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A common goal in residential green energy is to develop a solar panel system that can provide 1000 kWh of power per month, and it’s not just because 1K is a nice, big round number.
The average American household consumes roughly 900 kWh per month, so establishing a 1K kWh solar system covers the entirety of that usage, with the excess accounting for power losses and overcast days.
Yep, the 1K solar energy threshold is based on pretty airtight logic, but it may leave you wondering how many solar panels you’d need to achieve such a robust energy yield. So, let’s look into the matter in more detail, shall we?
How Many Solar Panels Does It Take To Generate 1000 kWh Per Month?
Now, I know you were probably looking for a quick answer when you looked out this article, and I will try to keep things lean here, but there isn’t really a one-size-fits-all answer for the following reasons:
- Solar panels are not made equal.
Panels can be rated for different outputs, and some will be kitted out with more efficient technologies than others. As such, the size of a 1K kWh array will differ from panel to panel.
- Certain properties and places are more suitable than others for solar panels.
Houses that fall into the average 900 kWh per month zone may need to super-size their solar array if their house or general location doesn’t lend itself all that well to solar augmentation.
For example, properties without south-facing roofs or those shrouded in the shade of a larger neighboring building or tree won’t be able to pull in 1K kWh per month, even with a system that is technically capable of such a feat.
Another example would be houses in cities and states that don’t get a lot of sun. Generally speaking, more cloud cover means you’ll need a few more panels to keep up with the demands of your lifestyle.
… Don’t worry, though, friend, as I’m going to tell you how you’d figure out exactly how many solar panels you’d need to suit your situation.
How To Calculate How Much Solar Energy You Will Need Per Month To Run Your Household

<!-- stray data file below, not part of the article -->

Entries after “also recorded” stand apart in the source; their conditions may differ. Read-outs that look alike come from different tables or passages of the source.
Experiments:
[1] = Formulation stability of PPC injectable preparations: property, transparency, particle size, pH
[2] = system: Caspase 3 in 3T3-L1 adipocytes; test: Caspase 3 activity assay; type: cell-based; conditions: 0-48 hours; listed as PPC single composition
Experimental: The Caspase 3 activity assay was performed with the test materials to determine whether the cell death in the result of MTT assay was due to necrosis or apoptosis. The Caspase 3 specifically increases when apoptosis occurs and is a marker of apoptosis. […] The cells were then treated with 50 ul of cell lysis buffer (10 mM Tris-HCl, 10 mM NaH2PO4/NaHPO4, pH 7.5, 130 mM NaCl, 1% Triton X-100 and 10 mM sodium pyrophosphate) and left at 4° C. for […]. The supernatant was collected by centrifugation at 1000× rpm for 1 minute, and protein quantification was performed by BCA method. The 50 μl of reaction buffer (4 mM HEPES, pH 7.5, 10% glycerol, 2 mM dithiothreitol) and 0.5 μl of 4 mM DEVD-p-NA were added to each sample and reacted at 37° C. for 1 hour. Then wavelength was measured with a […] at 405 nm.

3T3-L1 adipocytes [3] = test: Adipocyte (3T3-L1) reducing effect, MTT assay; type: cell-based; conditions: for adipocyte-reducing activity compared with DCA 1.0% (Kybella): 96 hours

To calculate the number of solar panels you’d need to produce 1000 kWh per month, you first need to figure out:
- Your home energy consumption is kWh per day.
- The irradiance value (kW/m2/day) of your location. In other words, how much sun do you expect to receive per day?
- The wattage of one of the panels you intend to purchase.
- How many solar panels you’d need to produce 1 kWh per day?
Then, simply multiply the number of panels required to produce 1 kWh per day, by the kWh you consume in a day, and voilà; that’s the baseline number of panels you’d need to hit 1000 kWh per month, in ideal conditions, that is.
Let’s take a hypothetical home to illustrate how these calculations work in practice. Here are the details of our imaginary homestead:
- Energy used per month: 1000 kWh, per week: 250 kWh, per day: 36 kWh (rounded up)
- Irradiance value: 4 kWh/m2/day (average across the US), meaning solar panels would be exposed to four hours of bright sun per day.
- Individual panel output: 250 watts
A single 250-watt solar panel would require 4 hours of sunlight to produce 1 kWh of energy, as 4 x 250 watts = 1000 watts. That means that 1 panel = 1 kWh per day, but we need to produce 36 per day to meet our monthly energy demands, meaning we need 36 panels in total.
However, it’s important to bear in mind that solar panels rarely perform as well as they’re advertised to, so if you truly want to bring in 1000 kWh of solar energy, consider the following:
- Account for energy loss an inevitability of solar power. A good rule of thumb is to boost your system by between 20–25%. So, if you’re looking to pull in 1000 kWh, you should be aiming for a system rated for 1200–1250 kWh.
- To finish things up, simply add another 10% to the size of the array to account for gloomy weather.
So, let’s say we wanted to compensate for power loss and bad weather by adding a full 35% buffer, we’d need another 13 solar panels in our hypothetical array to truly yield 1000 kWh per month. That brings our panel total to 49.
How To Calculate kWh Energy Usage Per Day
Unfortunately, it can be quite arduous figuring out how many kWh you use per day, as the energy bill only informs you of the amount you owe, rather than what the money equates to in watts or kilowatts.
Unless you have something like the amazing Sense Energy Monitor that tracks your power usage for you, you’re stuck doing things the old-fashioned way:
- Multiplying the wattage of every appliance you use throughout the day by the hours you use them for.
- Add the totals together.
- Divide the sum total by 1000 to convert watts into kilowatts.
Of course, if you know for a fact that you’re using 1000 kWh per month, things are a lot easier. All you’d need to do is divide 1000 by 4 to find your weekly kWh use, then divide that by 7 to find your daily kWh use.
How To Calculate Irradiance Value Of A Location
Unless you’re an actual scientist, calculating solar irradiance can be tricky, which is why I praise Ra for the existence of the Fluke IRR1 Solar Irradiance Meter.
Simply set this little gadget down in the spot where you want your solar panels to sit, wait for a moment, and it will provide a reading of the solar irradiance in the area — perfect!
In summation, the number of solar panels you’d need to pull 1000 kWh per month depends on the suitability of your property for solar system installation, and where the property is located.
As long as you factor those variables into your calculations, you’ll be able to drum up a super accurate estimation of the number of solar panels required to cover your monthly energy consumption.